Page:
I utilize a technique called Internal Family Systems Theory which draws upon aspects of Family Systems Theory. Specifically the idea that an individual can best be understood in relationship to the family unit. Therapy is focused on developing techniques and strategies that effectively address issues within the context of how family members impact one another. Drawing upon the concept of a family unit, Internal Family Systems Theory is an evidence-based approach that assumes each individual possesses a variety of sub-personalities, or “parts” that are impacting one another and causing internal conflicts (i.e. an anxious part may be hyper-alert of the external environment in an attempt to protect a sad part from being attacked by others because that sad part experienced a similar wounding in the past). Through parts work the client attempts to get to know each of these parts better to achieve healing.
I utilize parts work to assist you in identifying your parts, learning how they function individually and as a system, and how the overall system reacts to one another. Often these parts are hidden within our unconscious awareness and each part has its own likes, dislikes, burdens, and history that lead it to act in distinct ways to achieve self-preservation for the person in therapy (i.e. a sad part may self-isolate in an attempt to protect the individual from being hurt or abandoned by others).
From an Internal Family Systems approach, all parts are well-intending so all parts are welcomed, validated, and recognized as important to the system as a whole. Parts may be identified as having either healthy and productive roles or extreme roles that lead to maladaptive coping skills. It is these extreme parts that need assistance in the therapeutic process.
The five basic assumptions of the Internal Family Systems model are:
• The human mind is subdivided into an unknown number of parts.
• Each person has a Self that has the highest good of the individual in mind at all times, and therefore the Self should be the chief agent in coordinating the inner family.
• Parts engaging in non-extreme behavior are helpful to the individual. There is no such thing as a “bad part.” Therapy aims to help parts discover their non-extreme roles.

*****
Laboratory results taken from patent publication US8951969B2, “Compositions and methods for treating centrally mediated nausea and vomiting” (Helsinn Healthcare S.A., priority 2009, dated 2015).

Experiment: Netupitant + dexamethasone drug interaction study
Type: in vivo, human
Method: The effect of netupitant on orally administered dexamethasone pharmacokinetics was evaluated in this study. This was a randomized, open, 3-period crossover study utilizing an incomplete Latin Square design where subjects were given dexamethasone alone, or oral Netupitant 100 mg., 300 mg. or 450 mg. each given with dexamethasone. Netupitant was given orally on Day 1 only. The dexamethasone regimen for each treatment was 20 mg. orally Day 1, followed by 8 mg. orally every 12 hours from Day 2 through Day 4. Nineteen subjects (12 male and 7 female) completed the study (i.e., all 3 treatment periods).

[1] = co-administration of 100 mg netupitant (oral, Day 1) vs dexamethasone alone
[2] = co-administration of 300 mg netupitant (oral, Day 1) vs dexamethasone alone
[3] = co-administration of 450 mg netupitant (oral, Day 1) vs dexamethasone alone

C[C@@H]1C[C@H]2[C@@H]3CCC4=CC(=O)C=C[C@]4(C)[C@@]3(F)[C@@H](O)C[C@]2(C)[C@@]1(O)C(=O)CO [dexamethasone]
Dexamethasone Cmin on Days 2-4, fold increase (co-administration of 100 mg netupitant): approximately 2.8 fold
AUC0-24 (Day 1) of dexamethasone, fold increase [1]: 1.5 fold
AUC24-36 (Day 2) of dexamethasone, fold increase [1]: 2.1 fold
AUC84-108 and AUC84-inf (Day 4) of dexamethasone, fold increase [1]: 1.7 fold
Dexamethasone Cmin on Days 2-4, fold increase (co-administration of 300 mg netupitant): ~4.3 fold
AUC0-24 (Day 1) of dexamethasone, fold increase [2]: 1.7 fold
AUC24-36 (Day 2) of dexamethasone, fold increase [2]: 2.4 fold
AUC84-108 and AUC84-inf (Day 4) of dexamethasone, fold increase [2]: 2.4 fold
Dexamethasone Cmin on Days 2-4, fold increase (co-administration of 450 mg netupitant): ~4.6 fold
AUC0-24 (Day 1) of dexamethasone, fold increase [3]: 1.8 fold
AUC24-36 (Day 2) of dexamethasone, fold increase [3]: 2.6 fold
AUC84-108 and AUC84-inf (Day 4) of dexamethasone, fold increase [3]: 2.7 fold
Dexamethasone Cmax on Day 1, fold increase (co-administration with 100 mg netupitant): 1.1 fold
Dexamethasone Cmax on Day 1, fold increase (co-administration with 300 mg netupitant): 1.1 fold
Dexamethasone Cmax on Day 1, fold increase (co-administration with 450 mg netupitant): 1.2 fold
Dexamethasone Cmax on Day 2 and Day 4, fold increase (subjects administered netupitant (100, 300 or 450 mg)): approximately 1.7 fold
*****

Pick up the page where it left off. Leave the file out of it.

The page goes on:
• Personal growth and development leads to the development of the internal family. Interactions between parts become more complex, allowing for systems theory to be applied to the internal system. Reorganization of the internal system may lead to rapid changes in the roles of parts.
• Adjustments made to the internal system will result in changes to the external system and vice versa. Therefore, both the internal and external systems need to be adequately assessed.
Parts take on extreme roles when an individual has experienced difficult things and they have not had the ability to heal from the experiences. As these difficult experiences accumulate and parts develop, Self is hidden from view. In our work together, I will help you to reconnect to the Self. This is the aspect of you that represents the seat of consciousness and is who each person is at their core. It is important to understand that Self demonstrates many positive qualities such as acceptance, confidence, calmness, wisdom, compassion, connectedness, leadership and perspective. Unlike parts, the Self is never seen. Instead it is the witnessing “I” in the inner world. In other words it is this aspect of you that does the observing.
By assisting you in reconnecting to your Self and getting to know your parts from Self, I will help you to unburden the difficult experiences your parts have been holding in order to restore extreme, wounded parts to a healthy state. I will assist you in achieving and maintaining a state of Self, as well as teach you how to counsel your own internal family system. This is done by establishing a trusted, healthy, harmonious internal system that is coordinated by the Self. As a result you will experience an increased internal harmony that often results in positive thoughts and behaviors not only in your internal states but in your external relationships.
If this way of working seems interesting to you, please feel free to contact me for a free 20 minute consultation at firstname.lastname@example.org or 503-880-7190